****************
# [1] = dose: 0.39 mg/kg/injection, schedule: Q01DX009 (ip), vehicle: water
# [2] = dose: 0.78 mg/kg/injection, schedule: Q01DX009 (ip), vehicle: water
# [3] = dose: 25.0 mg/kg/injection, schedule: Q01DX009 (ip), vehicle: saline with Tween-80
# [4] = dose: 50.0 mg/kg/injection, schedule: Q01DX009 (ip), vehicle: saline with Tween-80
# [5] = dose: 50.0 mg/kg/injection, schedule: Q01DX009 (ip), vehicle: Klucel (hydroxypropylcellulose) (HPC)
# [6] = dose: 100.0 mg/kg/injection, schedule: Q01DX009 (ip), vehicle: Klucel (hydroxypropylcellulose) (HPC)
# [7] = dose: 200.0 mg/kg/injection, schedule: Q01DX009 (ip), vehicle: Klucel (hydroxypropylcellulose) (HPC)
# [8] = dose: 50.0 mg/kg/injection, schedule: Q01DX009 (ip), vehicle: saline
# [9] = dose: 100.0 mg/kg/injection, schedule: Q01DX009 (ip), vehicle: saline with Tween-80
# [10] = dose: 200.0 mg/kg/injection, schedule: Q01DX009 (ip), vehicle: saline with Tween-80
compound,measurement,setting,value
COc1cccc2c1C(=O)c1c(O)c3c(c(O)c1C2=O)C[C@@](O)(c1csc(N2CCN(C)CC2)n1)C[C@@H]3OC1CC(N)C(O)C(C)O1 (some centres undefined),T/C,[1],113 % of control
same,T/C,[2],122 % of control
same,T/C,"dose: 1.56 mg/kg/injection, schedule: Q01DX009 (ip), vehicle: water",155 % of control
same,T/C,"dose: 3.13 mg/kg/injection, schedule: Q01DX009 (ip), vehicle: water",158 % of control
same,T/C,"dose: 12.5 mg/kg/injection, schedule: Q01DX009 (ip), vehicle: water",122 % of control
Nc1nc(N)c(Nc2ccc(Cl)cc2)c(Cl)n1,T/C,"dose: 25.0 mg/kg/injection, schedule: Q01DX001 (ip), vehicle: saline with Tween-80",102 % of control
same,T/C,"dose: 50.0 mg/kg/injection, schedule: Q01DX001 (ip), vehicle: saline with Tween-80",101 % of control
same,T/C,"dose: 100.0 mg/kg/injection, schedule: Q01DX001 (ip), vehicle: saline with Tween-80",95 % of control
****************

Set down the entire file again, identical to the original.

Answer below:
# [1] = dose: 0.39 mg/kg/injection, schedule: Q01DX009 (ip), vehicle: water
# [2] = dose: 0.78 mg/kg/injection, schedule: Q01DX009 (ip), vehicle: water
# [3] = dose: 25.0 mg/kg/injection, schedule: Q01DX009 (ip), vehicle: saline with Tween-80
# [4] = dose: 50.0 mg/kg/injection, schedule: Q01DX009 (ip), vehicle: saline with Tween-80
# [5] = dose: 50.0 mg/kg/injection, schedule: Q01DX009 (ip), vehicle: Klucel (hydroxypropylcellulose) (HPC)
# [6] = dose: 100.0 mg/kg/injection, schedule: Q01DX009 (ip), vehicle: Klucel (hydroxypropylcellulose) (HPC)
# [7] = dose: 200.0 mg/kg/injection, schedule: Q01DX009 (ip), vehicle: Klucel (hydroxypropylcellulose) (HPC)
# [8] = dose: 50.0 mg/kg/injection, schedule: Q01DX009 (ip), vehicle: saline
# [9] = dose: 100.0 mg/kg/injection, schedule: Q01DX009 (ip), vehicle: saline with Tween-80
# [10] = dose: 200.0 mg/kg/injection, schedule: Q01DX009 (ip), vehicle: saline with Tween-80
compound,measurement,setting,value
COc1cccc2c1C(=O)c1c(O)c3c(c(O)c1C2=O)C[C@@](O)(c1csc(N2CCN(C)CC2)n1)C[C@@H]3OC1CC(N)C(O)C(C)O1 (some centres undefined),T/C,[1],113 % of control
same,T/C,[2],122 % of control
same,T/C,"dose: 1.56 mg/kg/injection, schedule: Q01DX009 (ip), vehicle: water",155 % of control
same,T/C,"dose: 3.13 mg/kg/injection, schedule: Q01DX009 (ip), vehicle: water",158 % of control
same,T/C,"dose: 12.5 mg/kg/injection, schedule: Q01DX009 (ip), vehicle: water",122 % of control
Nc1nc(N)c(Nc2ccc(Cl)cc2)c(Cl)n1,T/C,"dose: 25.0 mg/kg/injection, schedule: Q01DX001 (ip), vehicle: saline with Tween-80",102 % of control
same,T/C,"dose: 50.0 mg/kg/injection, schedule: Q01DX001 (ip), vehicle: saline with Tween-80",101 % of control
same,T/C,"dose: 100.0 mg/kg/injection, schedule: Q01DX001 (ip), vehicle: saline with Tween-80",95 % of control